How the Market Downturn Affects Your Investments

Zina Kumok |

Lately, turning on the financial news has been like opening a box with an unwanted surprise for investors. From the start of 2016, Wall Street has been shrouded in negativity, with doom and gloom predictions dominating the conversation.

It’s not hard to imagine why these bleak projections have had such a strong effect on investors, especially with 2008 in everyone’s recent memory. Veteran financial professionals can even find themselves succumbing to the overreactions and knee-jerk responses that dominate the conversation after a significant dip in the market.

But how can the market downturn really affect your investments?

Who’s the Most Affected?

The downturn can affect everyone, but current retirees may be the hardest hit by market volatility. CFP Scott Weiss of Weiss Financial Group said that everyone, especially seniors, needs to plan ahead for changes in the market. The trouble comes, he says, when retirees rely on these equities for their current living expenses, not realizing that prices may go down for a while. Instead of relying on equities for regular income, he suggests another method.

“If you are using the bucket approach where the money needed in the short term is in cash or cash equivalents and your future money is in equities, then the downturn in the market should have no bearing on your current lifestyle,” says Weiss.

Some retirees try to rely solely on guaranteed forms of income (pensions, social security, etc.) to be less dependent on current investments and insulate themselves from being hugely affected by dips in the market.

How to Shield Yourself Against Volatility

The farther away you are from retirement, the less you have to worry about the ups and downs of the market. But even millennials with a long investment horizon can take steps to protecting themselves against an economic disaster.

Kasey Ring, President of Upward Personal Finance, said there are three initial things investors can do to start minimizing their risk:

  1. The first is to diversify any assets. It’s unlikely that every sector will crash at once, so having money invested in a variety of industries will protect your portfolio. “Right now tech and energy sectors are getting hit,” she said. “If your portfolio has too many of these types of companies, I'm sure you're feeling it. But, if you’re correctly diversified, the pain is less severe.”
  2. Talking to a financial advisor is another way to help decrease risk. An advisor can diversify your portfolio or reassure you when a big company tanks. “Make sure your advisor is a firm believer in diversification and is skilled at rebalancing your portfolio when anything is too heavily weighted. The closer you are to retirement, the more critical this step is to your success.” Ring said.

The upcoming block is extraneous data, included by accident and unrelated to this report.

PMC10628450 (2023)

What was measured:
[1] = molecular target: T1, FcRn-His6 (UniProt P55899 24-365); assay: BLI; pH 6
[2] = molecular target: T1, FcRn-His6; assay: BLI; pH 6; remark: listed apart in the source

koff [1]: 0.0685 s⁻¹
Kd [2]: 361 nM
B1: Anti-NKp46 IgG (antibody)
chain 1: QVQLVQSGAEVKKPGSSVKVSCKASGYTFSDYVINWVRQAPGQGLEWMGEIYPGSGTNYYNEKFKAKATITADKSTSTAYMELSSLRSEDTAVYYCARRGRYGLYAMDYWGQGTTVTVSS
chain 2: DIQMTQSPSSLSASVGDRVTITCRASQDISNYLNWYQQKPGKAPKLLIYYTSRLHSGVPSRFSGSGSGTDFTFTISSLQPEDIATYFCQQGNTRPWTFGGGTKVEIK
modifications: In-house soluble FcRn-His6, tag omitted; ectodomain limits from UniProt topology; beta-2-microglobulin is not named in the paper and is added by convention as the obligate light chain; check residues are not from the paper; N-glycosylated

3. Consumers should also take advantage of low prices in the market and buy stocks when they drop. In that way, volatility could start seeming like a benefit instead of a reason to worry.

However, It may be uncomfortable to purchase stocks when the market talk is still so bleak. Another great option is for investors who haven’t yet contributed to an IRA for 2015, is to contribute now. Waiting, in this case, turned out to have major advantages, as stocks have fallen in the past year, making now an even better time to contribute to an IRA than early in 2015. There’s still time to contribute, but the April 18th 2016 deadline looms. Contribution limits for 2015 are $5,500 for investors under 50, and $6,500 for those 50-plus (this article details income limits and contribution rules).

The stock market is dynamic, and rough periods are part of the ride. The wisest investors know this and remain calm during the storms, while weighing the constructive actions they can take to improve their portfolios and protect their investments.

Zina Kumok is a writer for and specializing in personal finance. She started covering personal finance while blogging about paying off $28,000 worth of student loans in three years. A former reporter, she has covered murder trials, the Final Four and everything in between. She has been featured in Lifehacker, Daily Worth, and Time magazines.

DISCLOSURE: The views and opinions expressed in this article are those of the authors, and do not represent the views of Readers should not consider statements made by the author as formal recommendations and should consult their financial advisor before making any investment decisions. To read our full disclosure, please go to:


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